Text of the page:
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These Jupiter photographs are part of a set taken by Voyager 1 on December 10 and 11, 1978 from a distance of 83 million km (52 million miles) or more than half the distance from the Earth to the sun. At this range, Voyager 1 is able to record more detail on the giant planet than the very best ground-based telescopes. The highest resolution ever obtained on the Jovian disk was recorded by Pioneer 11 four years ago. Voyager, however, has longer focal-length optics than Pioneer, and while nearly three months from encounter (~ March 1979) was able to achieve higher resolution than that obtained by Pioneer only 24 hours from its encounter on 3 December 1974.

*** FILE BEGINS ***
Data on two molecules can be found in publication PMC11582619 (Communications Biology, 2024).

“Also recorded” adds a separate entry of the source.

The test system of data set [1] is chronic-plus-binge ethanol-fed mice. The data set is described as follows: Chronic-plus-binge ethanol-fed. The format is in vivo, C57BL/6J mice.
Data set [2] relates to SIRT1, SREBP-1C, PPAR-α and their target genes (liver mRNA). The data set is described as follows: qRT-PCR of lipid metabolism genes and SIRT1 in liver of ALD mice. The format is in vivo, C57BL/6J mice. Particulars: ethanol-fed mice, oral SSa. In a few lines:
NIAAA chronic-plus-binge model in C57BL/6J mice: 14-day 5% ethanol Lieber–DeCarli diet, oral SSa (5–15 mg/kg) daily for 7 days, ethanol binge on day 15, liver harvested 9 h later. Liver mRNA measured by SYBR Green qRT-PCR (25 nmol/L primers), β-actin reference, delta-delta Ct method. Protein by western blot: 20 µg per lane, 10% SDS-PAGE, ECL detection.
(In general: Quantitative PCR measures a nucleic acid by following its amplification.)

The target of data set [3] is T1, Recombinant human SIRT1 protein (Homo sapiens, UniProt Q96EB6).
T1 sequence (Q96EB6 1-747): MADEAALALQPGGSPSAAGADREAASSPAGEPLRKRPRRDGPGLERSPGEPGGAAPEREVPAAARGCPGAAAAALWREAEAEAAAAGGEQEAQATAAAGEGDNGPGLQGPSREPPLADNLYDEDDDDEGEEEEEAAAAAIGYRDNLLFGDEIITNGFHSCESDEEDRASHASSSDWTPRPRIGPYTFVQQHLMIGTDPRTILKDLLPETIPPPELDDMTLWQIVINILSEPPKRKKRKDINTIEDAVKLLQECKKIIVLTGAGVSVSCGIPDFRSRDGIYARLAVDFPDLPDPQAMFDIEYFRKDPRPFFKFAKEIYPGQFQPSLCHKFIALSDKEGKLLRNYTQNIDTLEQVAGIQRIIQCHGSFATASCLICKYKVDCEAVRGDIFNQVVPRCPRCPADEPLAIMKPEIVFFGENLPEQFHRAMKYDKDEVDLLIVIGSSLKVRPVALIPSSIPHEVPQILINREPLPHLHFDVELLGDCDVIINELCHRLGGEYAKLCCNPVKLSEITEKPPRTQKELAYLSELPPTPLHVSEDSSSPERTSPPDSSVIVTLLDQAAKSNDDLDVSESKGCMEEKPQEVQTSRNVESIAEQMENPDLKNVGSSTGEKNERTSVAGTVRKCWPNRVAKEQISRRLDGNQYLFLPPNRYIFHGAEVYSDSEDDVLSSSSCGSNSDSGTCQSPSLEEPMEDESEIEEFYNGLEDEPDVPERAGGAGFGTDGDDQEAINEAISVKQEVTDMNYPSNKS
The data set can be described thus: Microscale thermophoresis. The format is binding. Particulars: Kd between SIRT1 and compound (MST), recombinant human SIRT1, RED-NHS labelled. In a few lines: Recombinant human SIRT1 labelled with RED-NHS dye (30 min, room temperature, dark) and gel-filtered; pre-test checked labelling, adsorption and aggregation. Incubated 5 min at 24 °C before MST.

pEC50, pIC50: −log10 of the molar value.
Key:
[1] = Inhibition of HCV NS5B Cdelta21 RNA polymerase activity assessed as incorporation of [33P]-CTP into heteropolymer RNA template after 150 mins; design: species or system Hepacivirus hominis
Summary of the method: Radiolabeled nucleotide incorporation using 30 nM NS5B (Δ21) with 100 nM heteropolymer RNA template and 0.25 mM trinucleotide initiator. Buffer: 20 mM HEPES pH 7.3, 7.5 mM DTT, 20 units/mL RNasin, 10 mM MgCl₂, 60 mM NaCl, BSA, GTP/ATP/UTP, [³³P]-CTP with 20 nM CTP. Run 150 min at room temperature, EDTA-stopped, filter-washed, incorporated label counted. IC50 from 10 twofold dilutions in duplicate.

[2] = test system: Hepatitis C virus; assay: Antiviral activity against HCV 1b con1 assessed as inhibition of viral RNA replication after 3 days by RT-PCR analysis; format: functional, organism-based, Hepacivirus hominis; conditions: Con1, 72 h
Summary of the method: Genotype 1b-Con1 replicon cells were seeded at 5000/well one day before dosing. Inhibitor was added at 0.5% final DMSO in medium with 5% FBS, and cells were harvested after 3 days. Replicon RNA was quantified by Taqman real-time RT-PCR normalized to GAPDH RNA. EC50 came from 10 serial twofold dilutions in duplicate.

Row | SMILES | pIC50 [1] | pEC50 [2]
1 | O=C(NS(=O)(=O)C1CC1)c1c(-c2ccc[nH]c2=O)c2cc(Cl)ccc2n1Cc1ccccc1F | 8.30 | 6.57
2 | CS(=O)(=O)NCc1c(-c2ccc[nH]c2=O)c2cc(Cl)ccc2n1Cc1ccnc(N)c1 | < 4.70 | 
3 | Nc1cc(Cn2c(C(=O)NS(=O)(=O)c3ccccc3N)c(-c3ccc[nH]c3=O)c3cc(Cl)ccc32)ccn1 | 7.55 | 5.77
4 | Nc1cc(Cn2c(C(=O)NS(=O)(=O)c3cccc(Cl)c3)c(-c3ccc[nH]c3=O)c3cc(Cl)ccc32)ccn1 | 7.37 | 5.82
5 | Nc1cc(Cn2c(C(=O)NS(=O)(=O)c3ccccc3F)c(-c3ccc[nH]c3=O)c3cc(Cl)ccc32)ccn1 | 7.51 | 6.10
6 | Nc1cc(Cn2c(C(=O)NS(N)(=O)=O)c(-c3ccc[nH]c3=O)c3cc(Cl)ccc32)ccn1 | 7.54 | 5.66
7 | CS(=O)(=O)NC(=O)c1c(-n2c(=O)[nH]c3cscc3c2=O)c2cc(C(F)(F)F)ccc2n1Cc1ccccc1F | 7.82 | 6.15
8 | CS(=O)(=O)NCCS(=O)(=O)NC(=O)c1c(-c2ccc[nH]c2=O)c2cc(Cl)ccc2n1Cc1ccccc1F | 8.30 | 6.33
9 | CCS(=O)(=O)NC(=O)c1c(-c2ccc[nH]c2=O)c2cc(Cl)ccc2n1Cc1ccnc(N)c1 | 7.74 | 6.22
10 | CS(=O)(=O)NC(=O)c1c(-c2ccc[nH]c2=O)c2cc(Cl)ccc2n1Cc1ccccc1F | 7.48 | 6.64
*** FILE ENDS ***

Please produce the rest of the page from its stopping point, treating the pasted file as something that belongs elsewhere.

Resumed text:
Jupiter's colorful and turbulent atmosphere is evident in these photographs. The entire visible surface of the planet is made up of multiple layers of clouds, composed primarily of ammonia ice crystals colored by small amounts of materials of unknown composition. The Great Red Spot, seen to the lower left of 2 and lower right of 3, is now recovering from a period of relative inconspicuousness. An atmospheric system larger than the Earth and more than 100 years old, the Great Red Spot remains a mystery and a challenge to Voyager instruments. A bright convective cloud (center of and right of center in 4) displays a plume which has been swept westward (to the left) by local currents in the planet's equatorial wind system.
Below and to the left and right of the Great Red Spot are a pair of white oval clouds; a third can be seen in 1. All three were formed almost 40 years ago and are the second oldest class of discrete features identified in the Jovian atmosphere.
Each of the pictures was produced from blue, green, and orange originals in JPL's Image Processing Laboratory.
The Voyager Project is managed for NASA by the Jet Propulsion Laboratory, Pasadena, Calif.